Like many film aficionados, I deplore the fact that Hollywood focuses on remakes, reboots, sequels, and spin-offs. I think that’s why “Inception” received such a great reception: it was fresh material. I also agree with some of your readers that original films are out there awaiting discovery. You just don’t hear about them as much, because the studios don’t spend big dollars promoting “small” films that don’t appeal to the largest movie-going demographic. So-called art house films (e.g., “The Girl with the Pearl Earring”) have a very small audience, open in fewer locations, and disappear quickly off the radar.

    I won’t condemn the current trend in film making (though I question the validity of evolving films from toys and board games), but I will say that there needs to be more marketing emphasis on, and more Hollywood openness to, films that boast solid, creative, and fresh scripts. In other words, we more balance. Perhaps we also need a more discerning public. One way to accomplish this would be to educate younger viewers to some of the classic gems of the mid-20th Century. I’ve met young people who won’t even consider watching a film that came out prior to 2000. Never watched “Patton,” “Once Upon a Time in the West,” “Vertigo,” “My Fair Lady,” “Gilda,” “To Have and Have Not,” or “Hell’s Angels” (to name just a few)? How sad!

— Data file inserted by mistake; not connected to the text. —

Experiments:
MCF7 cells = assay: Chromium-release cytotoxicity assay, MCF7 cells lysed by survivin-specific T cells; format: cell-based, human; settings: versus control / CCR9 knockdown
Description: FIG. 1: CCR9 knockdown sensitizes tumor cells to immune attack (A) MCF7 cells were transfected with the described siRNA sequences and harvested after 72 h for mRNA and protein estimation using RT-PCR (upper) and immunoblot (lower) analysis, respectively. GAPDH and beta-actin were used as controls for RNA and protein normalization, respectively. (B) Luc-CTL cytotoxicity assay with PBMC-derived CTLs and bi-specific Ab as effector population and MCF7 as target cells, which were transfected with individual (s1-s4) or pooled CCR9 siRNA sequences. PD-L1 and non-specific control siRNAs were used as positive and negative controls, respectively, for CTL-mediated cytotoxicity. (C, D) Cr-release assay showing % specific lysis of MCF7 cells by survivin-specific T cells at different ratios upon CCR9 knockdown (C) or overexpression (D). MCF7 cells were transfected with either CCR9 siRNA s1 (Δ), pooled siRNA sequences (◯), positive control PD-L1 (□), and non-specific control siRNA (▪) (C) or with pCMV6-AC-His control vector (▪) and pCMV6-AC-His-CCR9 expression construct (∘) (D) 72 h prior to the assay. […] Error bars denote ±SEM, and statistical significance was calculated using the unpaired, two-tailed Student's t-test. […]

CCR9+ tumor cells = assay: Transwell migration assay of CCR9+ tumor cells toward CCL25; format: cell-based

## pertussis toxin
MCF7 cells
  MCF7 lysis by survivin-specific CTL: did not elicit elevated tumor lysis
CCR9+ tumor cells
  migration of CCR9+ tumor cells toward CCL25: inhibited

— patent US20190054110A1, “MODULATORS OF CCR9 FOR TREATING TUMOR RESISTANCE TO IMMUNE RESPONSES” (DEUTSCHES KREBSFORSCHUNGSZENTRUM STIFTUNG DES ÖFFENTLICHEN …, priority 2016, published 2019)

1. As always David, a thoughtful and well-reasoned response. You make many valid points, especially about younger people not being interested in all the marvellous films that came out before they were born.